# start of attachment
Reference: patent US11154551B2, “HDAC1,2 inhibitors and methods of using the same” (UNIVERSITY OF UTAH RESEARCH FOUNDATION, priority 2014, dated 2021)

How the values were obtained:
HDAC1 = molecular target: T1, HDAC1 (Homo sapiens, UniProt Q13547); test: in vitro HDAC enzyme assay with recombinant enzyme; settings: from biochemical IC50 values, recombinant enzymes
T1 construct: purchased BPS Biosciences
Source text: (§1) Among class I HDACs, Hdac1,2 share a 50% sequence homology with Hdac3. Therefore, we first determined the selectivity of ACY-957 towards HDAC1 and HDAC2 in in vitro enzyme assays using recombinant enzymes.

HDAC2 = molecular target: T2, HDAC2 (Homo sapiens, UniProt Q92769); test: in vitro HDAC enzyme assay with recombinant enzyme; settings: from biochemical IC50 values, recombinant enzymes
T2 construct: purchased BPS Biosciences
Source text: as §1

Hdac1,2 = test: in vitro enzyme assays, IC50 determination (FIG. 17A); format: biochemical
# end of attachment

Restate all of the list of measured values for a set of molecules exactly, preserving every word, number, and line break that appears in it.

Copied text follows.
Reference: patent US11154551B2, “HDAC1,2 inhibitors and methods of using the same” (UNIVERSITY OF UTAH RESEARCH FOUNDATION, priority 2014, dated 2021)

How the values were obtained:
HDAC1 = molecular target: T1, HDAC1 (Homo sapiens, UniProt Q13547); test: in vitro HDAC enzyme assay with recombinant enzyme; settings: from biochemical IC50 values, recombinant enzymes
T1 construct: purchased BPS Biosciences
Source text: (§1) Among class I HDACs, Hdac1,2 share a 50% sequence homology with Hdac3. Therefore, we first determined the selectivity of ACY-957 towards HDAC1 and HDAC2 in in vitro enzyme assays using recombinant enzymes.

HDAC2 = molecular target: T2, HDAC2 (Homo sapiens, UniProt Q92769); test: in vitro HDAC enzyme assay with recombinant enzyme; settings: from biochemical IC50 values, recombinant enzymes
T2 construct: purchased BPS Biosciences
Source text: as §1

Hdac1,2 = test: in vitro enzyme assays, IC50 determination (FIG. 17A); format: biochemical